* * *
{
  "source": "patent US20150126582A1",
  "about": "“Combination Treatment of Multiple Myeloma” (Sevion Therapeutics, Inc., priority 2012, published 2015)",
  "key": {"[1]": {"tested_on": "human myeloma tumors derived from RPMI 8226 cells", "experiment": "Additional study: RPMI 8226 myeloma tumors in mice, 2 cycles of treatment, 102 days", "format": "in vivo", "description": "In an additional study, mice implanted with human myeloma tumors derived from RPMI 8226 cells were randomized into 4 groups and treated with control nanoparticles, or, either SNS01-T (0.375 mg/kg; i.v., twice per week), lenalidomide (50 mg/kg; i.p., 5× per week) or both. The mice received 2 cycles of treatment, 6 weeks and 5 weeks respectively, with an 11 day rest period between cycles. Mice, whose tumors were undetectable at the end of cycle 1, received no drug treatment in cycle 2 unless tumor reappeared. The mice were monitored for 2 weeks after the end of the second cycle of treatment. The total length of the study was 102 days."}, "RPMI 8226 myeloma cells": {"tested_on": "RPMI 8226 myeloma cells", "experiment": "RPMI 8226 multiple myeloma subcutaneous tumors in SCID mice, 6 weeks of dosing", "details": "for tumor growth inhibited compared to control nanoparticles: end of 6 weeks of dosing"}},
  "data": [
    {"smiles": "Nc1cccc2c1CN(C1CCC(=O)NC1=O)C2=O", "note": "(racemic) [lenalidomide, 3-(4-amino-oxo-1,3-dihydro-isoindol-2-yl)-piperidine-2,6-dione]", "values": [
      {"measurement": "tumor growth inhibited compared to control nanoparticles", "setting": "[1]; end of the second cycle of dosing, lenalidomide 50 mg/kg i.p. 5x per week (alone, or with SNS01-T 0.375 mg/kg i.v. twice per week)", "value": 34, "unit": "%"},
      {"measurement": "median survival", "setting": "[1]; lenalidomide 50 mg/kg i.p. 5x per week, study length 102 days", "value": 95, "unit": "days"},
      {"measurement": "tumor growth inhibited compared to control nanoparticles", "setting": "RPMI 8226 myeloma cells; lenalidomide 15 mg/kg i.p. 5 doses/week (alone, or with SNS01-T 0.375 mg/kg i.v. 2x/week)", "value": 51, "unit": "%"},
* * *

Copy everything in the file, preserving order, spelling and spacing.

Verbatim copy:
{
  "source": "patent US20150126582A1",
  "about": "“Combination Treatment of Multiple Myeloma” (Sevion Therapeutics, Inc., priority 2012, published 2015)",
  "key": {"[1]": {"tested_on": "human myeloma tumors derived from RPMI 8226 cells", "experiment": "Additional study: RPMI 8226 myeloma tumors in mice, 2 cycles of treatment, 102 days", "format": "in vivo", "description": "In an additional study, mice implanted with human myeloma tumors derived from RPMI 8226 cells were randomized into 4 groups and treated with control nanoparticles, or, either SNS01-T (0.375 mg/kg; i.v., twice per week), lenalidomide (50 mg/kg; i.p., 5× per week) or both. The mice received 2 cycles of treatment, 6 weeks and 5 weeks respectively, with an 11 day rest period between cycles. Mice, whose tumors were undetectable at the end of cycle 1, received no drug treatment in cycle 2 unless tumor reappeared. The mice were monitored for 2 weeks after the end of the second cycle of treatment. The total length of the study was 102 days."}, "RPMI 8226 myeloma cells": {"tested_on": "RPMI 8226 myeloma cells", "experiment": "RPMI 8226 multiple myeloma subcutaneous tumors in SCID mice, 6 weeks of dosing", "details": "for tumor growth inhibited compared to control nanoparticles: end of 6 weeks of dosing"}},
  "data": [
    {"smiles": "Nc1cccc2c1CN(C1CCC(=O)NC1=O)C2=O", "note": "(racemic) [lenalidomide, 3-(4-amino-oxo-1,3-dihydro-isoindol-2-yl)-piperidine-2,6-dione]", "values": [
      {"measurement": "tumor growth inhibited compared to control nanoparticles", "setting": "[1]; end of the second cycle of dosing, lenalidomide 50 mg/kg i.p. 5x per week (alone, or with SNS01-T 0.375 mg/kg i.v. twice per week)", "value": 34, "unit": "%"},
      {"measurement": "median survival", "setting": "[1]; lenalidomide 50 mg/kg i.p. 5x per week, study length 102 days", "value": 95, "unit": "days"},
      {"measurement": "tumor growth inhibited compared to control nanoparticles", "setting": "RPMI 8226 myeloma cells; lenalidomide 15 mg/kg i.p. 5 doses/week (alone, or with SNS01-T 0.375 mg/kg i.v. 2x/week)", "value": 51, "unit": "%"},